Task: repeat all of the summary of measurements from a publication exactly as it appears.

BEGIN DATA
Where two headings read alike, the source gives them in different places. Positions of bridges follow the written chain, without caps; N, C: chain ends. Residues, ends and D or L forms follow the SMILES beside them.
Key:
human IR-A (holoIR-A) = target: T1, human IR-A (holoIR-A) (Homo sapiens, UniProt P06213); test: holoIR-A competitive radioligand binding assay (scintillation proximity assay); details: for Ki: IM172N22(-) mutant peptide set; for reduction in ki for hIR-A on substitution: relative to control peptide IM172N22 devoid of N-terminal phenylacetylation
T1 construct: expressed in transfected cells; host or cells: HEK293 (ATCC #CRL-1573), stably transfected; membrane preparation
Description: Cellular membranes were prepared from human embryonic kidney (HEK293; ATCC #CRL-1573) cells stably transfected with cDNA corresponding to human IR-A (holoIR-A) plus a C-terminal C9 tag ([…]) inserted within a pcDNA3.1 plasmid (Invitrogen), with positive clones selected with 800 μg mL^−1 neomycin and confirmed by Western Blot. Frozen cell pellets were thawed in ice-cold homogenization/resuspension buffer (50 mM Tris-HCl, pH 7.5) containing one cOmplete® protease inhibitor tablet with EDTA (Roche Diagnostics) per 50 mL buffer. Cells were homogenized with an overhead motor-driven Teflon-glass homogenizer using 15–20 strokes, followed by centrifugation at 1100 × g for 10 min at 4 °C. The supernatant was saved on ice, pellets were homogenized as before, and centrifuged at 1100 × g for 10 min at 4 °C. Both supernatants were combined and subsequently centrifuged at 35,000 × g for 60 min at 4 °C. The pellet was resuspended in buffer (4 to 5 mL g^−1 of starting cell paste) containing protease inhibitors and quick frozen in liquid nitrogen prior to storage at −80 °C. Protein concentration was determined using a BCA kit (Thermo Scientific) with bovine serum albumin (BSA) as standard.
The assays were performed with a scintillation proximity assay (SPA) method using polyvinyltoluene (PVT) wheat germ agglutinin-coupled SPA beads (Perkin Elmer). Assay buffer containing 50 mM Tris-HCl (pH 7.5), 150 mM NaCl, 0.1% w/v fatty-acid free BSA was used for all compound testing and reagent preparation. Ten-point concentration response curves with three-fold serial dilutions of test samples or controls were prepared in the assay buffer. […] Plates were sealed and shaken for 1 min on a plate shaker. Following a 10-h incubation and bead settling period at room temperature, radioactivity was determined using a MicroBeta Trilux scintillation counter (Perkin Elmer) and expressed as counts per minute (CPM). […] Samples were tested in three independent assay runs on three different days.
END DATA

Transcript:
Where two headings read alike, the source gives them in different places. Positions of bridges follow the written chain, without caps; N, C: chain ends. Residues, ends and D or L forms follow the SMILES beside them.
Key:
human IR-A (holoIR-A) = target: T1, human IR-A (holoIR-A) (Homo sapiens, UniProt P06213); test: holoIR-A competitive radioligand binding assay (scintillation proximity assay); details: for Ki: IM172N22(-) mutant peptide set; for reduction in ki for hIR-A on substitution: relative to control peptide IM172N22 devoid of N-terminal phenylacetylation
T1 construct: expressed in transfected cells; host or cells: HEK293 (ATCC #CRL-1573), stably transfected; membrane preparation
Description: Cellular membranes were prepared from human embryonic kidney (HEK293; ATCC #CRL-1573) cells stably transfected with cDNA corresponding to human IR-A (holoIR-A) plus a C-terminal C9 tag ([…]) inserted within a pcDNA3.1 plasmid (Invitrogen), with positive clones selected with 800 μg mL^−1 neomycin and confirmed by Western Blot. Frozen cell pellets were thawed in ice-cold homogenization/resuspension buffer (50 mM Tris-HCl, pH 7.5) containing one cOmplete® protease inhibitor tablet with EDTA (Roche Diagnostics) per 50 mL buffer. Cells were homogenized with an overhead motor-driven Teflon-glass homogenizer using 15–20 strokes, followed by centrifugation at 1100 × g for 10 min at 4 °C. The supernatant was saved on ice, pellets were homogenized as before, and centrifuged at 1100 × g for 10 min at 4 °C. Both supernatants were combined and subsequently centrifuged at 35,000 × g for 60 min at 4 °C. The pellet was resuspended in buffer (4 to 5 mL g^−1 of starting cell paste) containing protease inhibitors and quick frozen in liquid nitrogen prior to storage at −80 °C. Protein concentration was determined using a BCA kit (Thermo Scientific) with bovine serum albumin (BSA) as standard.
The assays were performed with a scintillation proximity assay (SPA) method using polyvinyltoluene (PVT) wheat germ agglutinin-coupled SPA beads (Perkin Elmer). Assay buffer containing 50 mM Tris-HCl (pH 7.5), 150 mM NaCl, 0.1% w/v fatty-acid free BSA was used for all compound testing and reagent preparation. Ten-point concentration response curves with three-fold serial dilutions of test samples or controls were prepared in the assay buffer. […] Plates were sealed and shaken for 1 min on a plate shaker. Following a 10-h incubation and bead settling period at room temperature, radioactivity was determined using a MicroBeta Trilux scintillation counter (Perkin Elmer) and expressed as counts per minute (CPM). […] Samples were tested in three independent assay runs on three different days.